zucca di fiore.

three years ago, my husband and i took a trip to europe. yes, we also took a trip to europe this year. we are a lucky pair. (i’ve also resigned myself to the fact that we *won’t* be going anywhere overseas this year or next. unless we win the lottery).

among the things that made the trip memorable, besides the 26-hour delay, was the food. italy? paris? you *can* go wrong, but it’s awfully difficult to, especially if you stick to the basics. in fact, in italy, i’m pretty we subsisted off of pizza and gelato.

and these. we had been wandering in rome for what felt like hours. who am i kidding? it probably was hours. i dragged andrew through an antique market to look at typewriters for a friend, who was living in chile at the time.*

from the antiques market, we strolled to a nearby restaurant, the name of which has since left me. this restaurant wasn’t anything special, besides having an italian food shop attached to it; not uncommon in these parts. but, it was here that i had my first zucca di fiore.

translation: zucchini flower. a conduit for deliciousness. i couldn’t tell you what these ones were stuffed with, but they were creamy, and the breading was light and flaky. i dared share with my partner.

on friday, my husband was at a loss for dinner ideas. hell, so was i. but, i mentioned zucchini flowers on a whim, not knowing if they were available, not knowing what i would stuff them with. he was intrigued. hell, so was i.

i jaunted down to the byward market, after my amazing boss told me i could leave early to do so. (yup, love my job!). i got the last dozen. i know,  you’re thinking “a dozen? for the two of you?”. but, they are small.

if i may impose a suggestion. tweezers are excellent prep tools in the kitchen. zucchini flowers have the pistil (read: sex organ) still attached. it’s bitter. it’s not very tasty. tweezers will help, without tearing the petals too much.

they are best stuffed with something creamy and savoury: either seafood or cheese act as a good base. and, no, you don’t *need* a deep fryer. but, if you are looking for a way to convince your partner that you should buy one, this might do it.**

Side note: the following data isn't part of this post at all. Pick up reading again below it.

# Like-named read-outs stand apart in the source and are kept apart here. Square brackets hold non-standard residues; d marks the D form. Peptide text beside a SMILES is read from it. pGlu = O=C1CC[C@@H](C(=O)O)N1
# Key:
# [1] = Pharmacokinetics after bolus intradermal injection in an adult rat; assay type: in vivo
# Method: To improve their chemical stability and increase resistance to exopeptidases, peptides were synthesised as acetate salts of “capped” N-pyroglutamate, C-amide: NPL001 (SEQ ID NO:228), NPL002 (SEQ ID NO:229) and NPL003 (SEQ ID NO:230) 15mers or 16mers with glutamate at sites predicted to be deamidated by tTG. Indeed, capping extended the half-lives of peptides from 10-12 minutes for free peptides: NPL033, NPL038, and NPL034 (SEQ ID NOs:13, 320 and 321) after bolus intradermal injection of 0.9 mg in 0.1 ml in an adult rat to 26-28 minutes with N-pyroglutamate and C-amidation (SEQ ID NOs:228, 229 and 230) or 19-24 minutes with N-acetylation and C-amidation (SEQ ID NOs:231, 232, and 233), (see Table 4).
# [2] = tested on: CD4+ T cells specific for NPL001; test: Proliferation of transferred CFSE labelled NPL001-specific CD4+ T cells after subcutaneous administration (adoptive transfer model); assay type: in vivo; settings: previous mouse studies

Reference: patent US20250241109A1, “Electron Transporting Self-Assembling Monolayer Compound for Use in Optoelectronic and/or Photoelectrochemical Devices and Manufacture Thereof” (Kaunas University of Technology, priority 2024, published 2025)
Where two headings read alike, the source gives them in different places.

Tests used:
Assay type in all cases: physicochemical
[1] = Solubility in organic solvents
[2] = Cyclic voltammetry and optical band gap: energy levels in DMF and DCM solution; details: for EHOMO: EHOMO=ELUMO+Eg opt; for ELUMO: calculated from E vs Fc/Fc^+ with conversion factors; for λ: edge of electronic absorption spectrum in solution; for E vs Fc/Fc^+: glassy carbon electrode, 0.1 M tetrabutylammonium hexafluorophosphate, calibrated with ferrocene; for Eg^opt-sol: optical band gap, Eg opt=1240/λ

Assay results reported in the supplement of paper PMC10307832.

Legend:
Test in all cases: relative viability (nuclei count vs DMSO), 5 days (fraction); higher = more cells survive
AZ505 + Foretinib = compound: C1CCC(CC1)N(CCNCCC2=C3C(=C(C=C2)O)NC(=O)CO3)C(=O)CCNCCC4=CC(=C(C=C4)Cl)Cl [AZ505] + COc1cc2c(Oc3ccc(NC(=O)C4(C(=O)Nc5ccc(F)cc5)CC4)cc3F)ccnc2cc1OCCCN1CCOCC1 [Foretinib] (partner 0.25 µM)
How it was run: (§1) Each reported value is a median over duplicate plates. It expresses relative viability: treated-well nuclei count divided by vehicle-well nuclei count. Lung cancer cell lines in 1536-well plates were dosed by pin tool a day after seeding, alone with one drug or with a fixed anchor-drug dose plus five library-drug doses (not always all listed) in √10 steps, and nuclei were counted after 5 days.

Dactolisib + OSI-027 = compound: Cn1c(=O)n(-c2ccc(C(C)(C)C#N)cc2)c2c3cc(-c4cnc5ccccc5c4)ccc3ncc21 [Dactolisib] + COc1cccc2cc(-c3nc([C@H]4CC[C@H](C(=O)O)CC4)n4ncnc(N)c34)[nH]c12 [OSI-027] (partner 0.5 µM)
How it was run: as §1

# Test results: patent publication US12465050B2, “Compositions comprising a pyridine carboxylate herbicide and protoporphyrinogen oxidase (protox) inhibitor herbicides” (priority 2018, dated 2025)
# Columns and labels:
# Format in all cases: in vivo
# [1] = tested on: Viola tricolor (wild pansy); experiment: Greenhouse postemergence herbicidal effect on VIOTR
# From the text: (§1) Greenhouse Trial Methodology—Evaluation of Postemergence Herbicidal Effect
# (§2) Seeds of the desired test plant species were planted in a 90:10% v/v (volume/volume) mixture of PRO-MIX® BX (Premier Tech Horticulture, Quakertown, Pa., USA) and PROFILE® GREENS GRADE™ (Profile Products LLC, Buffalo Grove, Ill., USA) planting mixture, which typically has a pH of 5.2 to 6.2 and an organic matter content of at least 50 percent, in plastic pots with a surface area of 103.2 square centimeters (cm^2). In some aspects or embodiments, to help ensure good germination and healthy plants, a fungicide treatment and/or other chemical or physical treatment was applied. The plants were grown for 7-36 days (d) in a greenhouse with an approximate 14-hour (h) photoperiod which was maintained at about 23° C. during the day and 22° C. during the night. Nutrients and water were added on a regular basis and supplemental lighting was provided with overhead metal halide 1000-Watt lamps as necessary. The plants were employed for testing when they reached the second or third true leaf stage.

zucca di fiore
makes a dozen

12 zucchini flowers, pistils removed
3 oz. goat cheese, separated into 1 1/2 oz. pieces

2 pepperocini (italian hot peppers)
2 sundried tomatoes
6 leaves basil

6 marinated mushrooms
hot sauce to taste

remove the pistils of the flowers. really, i mean it.
in one small bowl, mix 1 1/2 oz. goat cheese, the pepperocini, tomato and basil. add salt and pepper to taste and mash up.
in another small bowl, mix the mushrooms and hot sauce. add salt to taste and mash up.

fill six of the flowers with one mixture and six with the other.
fill a deep skillet about 3-4 inches high with vegetable oil. gag a little bit at the sight of said oil. proceed.

1 cup beer (we went with beau’s.)
1 cup flour

whisk together the beer and the flour until a sticky batter forms. you might need a bit more batter than this.

heat the oil to 350F. run a test with the batter, dropping a small spoonful in. this will tell you the following:
a) if you batter is thick enough (it forms a ball)
b) if your oil is hot enough (the batter rises fairly quickly).
proceed to batter and then fry the stuffed zucchini flowers.


*there were none to be had for less than 100 eur. luckily, we found one in germany, for 25. bargaining. it helps to know the language.

**not that we do. and yes, my hips are better for not.


3 thoughts on “zucca di fiore.

  1. I bet it’s also delicious “inspired” by salads:

    Caprese: fresh tomatoes, basil and boccocini.
    Greek: tomatoes – I like tomatoes okay – olives, red onion and feta.
    Whatever: cranberries soaked in white balsamic vinegar, roasted pine nuts, parmesan or goat cheese.

    • I did see hers and they look far healthier than mine. Alas. I have to say, having done them with tempura batter and beer batter, beer batter is my preference.

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